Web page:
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Contact Us

Moscow

Geological Sciences
University of Idaho
875 Perimeter Drive, MS 3022
Moscow, ID 83844-3022
geology@uidaho.edu
phone: (208) 885-6192

Leslie Baker

Leslie Baker, Ph.D.


Office: Ag Science 147
Phone: 208-885-9239
Email: lbaker@uidaho.edu
Mailing Address: c/o Department of Geological Sciences
P.O. Box 443022
Moscow, ID 83844-3022

College of Science
Assistant Professor (Research) - Geochemistry, Soil Science, Planetary Geology

Campus Locations: Moscow

  • Research/Focus Areas
    • Environmental geochemistry of mining-contaminated wetlands
    • Synthesis, structure and properties of aluminosilicate nanoparticles
    • Basalt weathering and clay formation on Earth and Mars
  • Biography
    • PhD, Geological Sciences, 1996—Brown University, Providence, RI
    • MS, Geological Sciences, 1992—Brown University, Providence, RI
    • BA, Geology, 1990—Rice University, Houston, TX
  • Selected Publications
    • Bishop, J.L., Rampe, E.B., Bish, D.L., Abidin, Z., Baker, L.L., Matsui, N., and Henmi, T. 2013. Spectral and hydration properties of allophane and imogolite. Clays and Clay Minerals 61, 57-74.
    • Baker, L.L. and Strawn, D.G. 2012. Fe K-edge XAFS spectra of phyllosilicates of varying crystallinity. Physics and Chemistry of Minerals 39, 675-684.
    • Baker, L.L., Rember, W.R., Sprenke, K.F. and Strawn, D.G. 2012. Celadonite in continental flood basalts of the Columbia River group. American Mineralogist 97, 1284-1290.
    • Strawn, D.G., Hickey, P.J., McDaniel, P.A., and Baker, L.L. 2012. Contaminant distribution in redoximorphic aggregates from mine-waste impacted wetland soils. Journal of Soils and Sediments 12, 1100-1110. DOI 10.1007/s11368-012-0543-8.
    • Baker, L.L., Strawn, D.G., Rember, W.R., and Sprenke, K.F. 2011. Metal content of wildfire charcoal in mining-impacted wetland sediments. Science of the Total Environment 409, 588-594.
    • McBride, M.B., Rao Mathur, R., and Baker, L.L. 2011. Chemical extractability of lead in field-contaminated soils: Implications for estimating total lead. Communications in Soil Science and Plant Analysis 42, 1581-1593.
    • Baker, L.L., Strawn, D.G., Vaughan, K.L., and McDaniel, P.A. 2010. XAS study of Fe mineralogy in a chronosequence of soil clays formed on basaltic cinders. Clays and Clay Minerals 58, 772-782.
    • Baker, L.L., Strawn, D.G., and Smith, R.A. 2010. Cation exchange on Vadose Zone Research Park subsurface sediments, Idaho National Laboratory. Vadose Zone Journal 9, 476-485.
    • Strawn, D.G. and Baker, L.L. 2009. Molecular characterization of copper in soils using x-ray absorption spectroscopy. Environmental Pollution 157, 2813-2821.
    • Strawn, D.G. and Baker, L.L. 2008. Speciation of Cu in a contaminated agricultural soil measured by XAFS, µ-XAFS and µ-XRF. Environmental Science and Technology 42, 37-42.
  • Research Projects
    • Using palynomorphs to test models of heat transfer from silicate melts into wet sediments
      We are using changes in spectral properties of fossil pollen from Miocene sediments at Clarkia, Idaho, to measure the temperature to which sediments were heated around a basalt dike. Our collaborators at USGS-Flagstaff will use the sediment temperature profiles to test numerical models of heat transfer.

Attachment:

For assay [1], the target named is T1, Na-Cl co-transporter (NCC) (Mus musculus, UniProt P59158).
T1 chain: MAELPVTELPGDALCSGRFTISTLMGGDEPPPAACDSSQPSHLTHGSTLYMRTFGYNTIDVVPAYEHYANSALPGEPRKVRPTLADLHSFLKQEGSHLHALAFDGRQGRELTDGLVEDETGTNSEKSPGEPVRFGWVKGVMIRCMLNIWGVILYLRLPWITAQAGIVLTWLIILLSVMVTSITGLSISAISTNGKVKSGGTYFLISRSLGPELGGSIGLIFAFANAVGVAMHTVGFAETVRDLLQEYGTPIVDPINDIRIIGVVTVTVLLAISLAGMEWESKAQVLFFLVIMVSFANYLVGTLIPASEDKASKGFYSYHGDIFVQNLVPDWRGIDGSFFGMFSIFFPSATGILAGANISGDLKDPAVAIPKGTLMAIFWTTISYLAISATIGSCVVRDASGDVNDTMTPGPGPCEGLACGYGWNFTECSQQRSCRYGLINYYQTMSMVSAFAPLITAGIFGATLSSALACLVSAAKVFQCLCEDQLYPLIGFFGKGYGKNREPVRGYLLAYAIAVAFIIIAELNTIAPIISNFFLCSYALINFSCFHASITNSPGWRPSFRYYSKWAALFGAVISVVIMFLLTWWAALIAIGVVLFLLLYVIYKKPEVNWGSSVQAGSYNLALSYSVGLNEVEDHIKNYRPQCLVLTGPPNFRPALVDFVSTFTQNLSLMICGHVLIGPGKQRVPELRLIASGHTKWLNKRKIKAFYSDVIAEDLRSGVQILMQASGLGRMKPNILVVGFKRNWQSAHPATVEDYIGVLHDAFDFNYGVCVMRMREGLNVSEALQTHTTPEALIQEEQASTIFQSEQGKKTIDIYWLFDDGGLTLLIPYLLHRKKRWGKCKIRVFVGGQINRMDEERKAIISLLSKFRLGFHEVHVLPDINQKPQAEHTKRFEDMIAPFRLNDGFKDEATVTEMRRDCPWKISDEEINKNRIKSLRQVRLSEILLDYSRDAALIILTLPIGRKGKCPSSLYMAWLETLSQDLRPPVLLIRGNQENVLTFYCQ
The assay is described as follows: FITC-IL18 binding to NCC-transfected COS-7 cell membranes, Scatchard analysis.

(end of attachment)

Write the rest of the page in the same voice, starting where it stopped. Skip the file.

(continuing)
• Nontronite formation in Columbia River Basalts
      Nontronite, a dioctahedral ferric smectite, is among the first weathering products formed from Columbia River Basalts. We are examining the distribution of nontronite and other clay minerals, the chemistry and structure of individual clay occurrences, and how these relate to basalt hydrology and to basalt-water interaction during emplacement. These field occurrences are analogs for clay mineral outcrops on Mars and may help in understanding the history of Martian water-rock interactions.
    • Synthesis, structure, stability, and sorption properties of nanoaluminosilicates
      We are examining the structure and properties of allophane, a nanospherical aluminosilicate, and of imogolite and halloysite, nanotubular aluminosilicates. These materials are found in soils formed on volcanic ash precursors, and strongly affect soil properties such as water holding capacity and nutrient sorption. We have synthesized Fe-substituted versions of these minerals to study their structure using synchrotron-based Fe K-edge EXAFS.
    • Metal contaminant speciation and transport in mining-contaminated wetlands
      Wetland soils in the Coeur d’Alene river valley of north Idaho were extensively contaminated by mine waste and mill tailings, and contain highly elevated amounts of Pb, Zn, As, and Cd, among other contaminants. We are studying the speciation of these contaminants in wetland soils and how it is affected by seasonal changes, as well as possible treatments to reduce Pb bioavailability.
    • Glassy coatings on basalts at Craters of the Moon, Idaho, and their effects on habitability
      (With Chris McKay and the NASA Idaho Spaceward Bound team.) We are examining distribution of blue glassy coatings on several lava flows at Craters of the Moon and how they affect colonization by lichens. We hypothesize that reactions stimulated by UV light on nanoscale oxides in the coatings may produce oxidants hostile to life forms. This project is being scaled for field use by Idaho K-12 science teachers with their students.
    • Effects of weathering on basalt strength, and application to Mars Exploration Rover Rock Abrasion Tool data
      (With Brad Thomson at Boston University, Joel Hurowitz at NASA-JPL, and other collaborators.) We have sampled several weathering transects beneath paleosol layers in Columbia River Basalts and measured weathering index, rock strength, and resistance to grinding. These rocks will serve as analogs to rocks examined by the MER rovers and provide an index of the extent of weathering of the Martian target rocks.